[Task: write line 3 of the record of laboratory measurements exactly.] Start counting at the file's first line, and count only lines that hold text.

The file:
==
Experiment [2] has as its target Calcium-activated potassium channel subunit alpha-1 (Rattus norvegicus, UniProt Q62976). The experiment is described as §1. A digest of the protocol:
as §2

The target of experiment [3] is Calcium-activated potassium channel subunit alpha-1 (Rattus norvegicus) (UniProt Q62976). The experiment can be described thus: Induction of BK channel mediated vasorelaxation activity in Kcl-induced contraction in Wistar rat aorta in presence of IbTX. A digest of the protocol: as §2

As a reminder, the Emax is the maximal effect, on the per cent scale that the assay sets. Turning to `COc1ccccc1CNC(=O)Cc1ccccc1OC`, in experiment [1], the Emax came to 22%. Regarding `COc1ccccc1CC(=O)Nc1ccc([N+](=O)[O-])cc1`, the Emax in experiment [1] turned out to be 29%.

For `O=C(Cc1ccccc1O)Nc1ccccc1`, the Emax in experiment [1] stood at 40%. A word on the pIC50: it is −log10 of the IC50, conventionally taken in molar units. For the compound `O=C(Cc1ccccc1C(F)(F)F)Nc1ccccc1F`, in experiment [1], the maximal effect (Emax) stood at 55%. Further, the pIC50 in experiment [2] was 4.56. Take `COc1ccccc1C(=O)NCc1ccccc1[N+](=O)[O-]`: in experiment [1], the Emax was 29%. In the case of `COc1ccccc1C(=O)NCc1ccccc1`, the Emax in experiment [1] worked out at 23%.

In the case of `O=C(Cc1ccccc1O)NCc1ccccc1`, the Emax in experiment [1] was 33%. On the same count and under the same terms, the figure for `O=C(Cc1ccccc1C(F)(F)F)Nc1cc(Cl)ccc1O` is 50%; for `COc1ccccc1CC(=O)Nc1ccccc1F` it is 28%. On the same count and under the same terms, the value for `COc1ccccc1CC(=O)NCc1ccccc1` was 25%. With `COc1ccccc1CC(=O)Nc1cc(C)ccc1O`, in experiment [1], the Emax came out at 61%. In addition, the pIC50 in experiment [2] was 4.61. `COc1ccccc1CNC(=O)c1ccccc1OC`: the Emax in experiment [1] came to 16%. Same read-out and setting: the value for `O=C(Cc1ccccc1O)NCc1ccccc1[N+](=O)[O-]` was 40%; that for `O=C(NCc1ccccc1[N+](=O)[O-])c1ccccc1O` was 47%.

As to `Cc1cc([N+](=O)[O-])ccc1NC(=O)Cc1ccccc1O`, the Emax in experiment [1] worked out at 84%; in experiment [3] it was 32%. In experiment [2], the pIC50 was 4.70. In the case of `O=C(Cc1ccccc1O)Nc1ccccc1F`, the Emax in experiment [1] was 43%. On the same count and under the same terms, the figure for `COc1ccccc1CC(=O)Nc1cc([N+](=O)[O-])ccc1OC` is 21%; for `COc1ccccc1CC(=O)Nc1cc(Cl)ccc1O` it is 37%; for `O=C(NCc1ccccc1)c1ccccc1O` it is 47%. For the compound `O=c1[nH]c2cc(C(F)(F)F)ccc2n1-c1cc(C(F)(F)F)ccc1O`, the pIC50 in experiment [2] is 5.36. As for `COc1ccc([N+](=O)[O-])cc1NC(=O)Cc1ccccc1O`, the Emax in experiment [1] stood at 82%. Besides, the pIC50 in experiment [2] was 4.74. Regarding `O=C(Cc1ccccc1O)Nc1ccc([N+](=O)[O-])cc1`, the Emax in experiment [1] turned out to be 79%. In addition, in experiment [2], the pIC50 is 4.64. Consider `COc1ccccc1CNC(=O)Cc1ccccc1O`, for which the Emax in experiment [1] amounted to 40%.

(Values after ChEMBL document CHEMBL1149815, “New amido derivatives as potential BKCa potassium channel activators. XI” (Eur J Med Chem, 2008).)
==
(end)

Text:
The target of experiment [3] is Calcium-activated potassium channel subunit alpha-1 (Rattus norvegicus) (UniProt Q62976). The experiment can be described thus: Induction of BK channel mediated vasorelaxation activity in Kcl-induced contraction in Wistar rat aorta in presence of IbTX. A digest of the protocol: as §2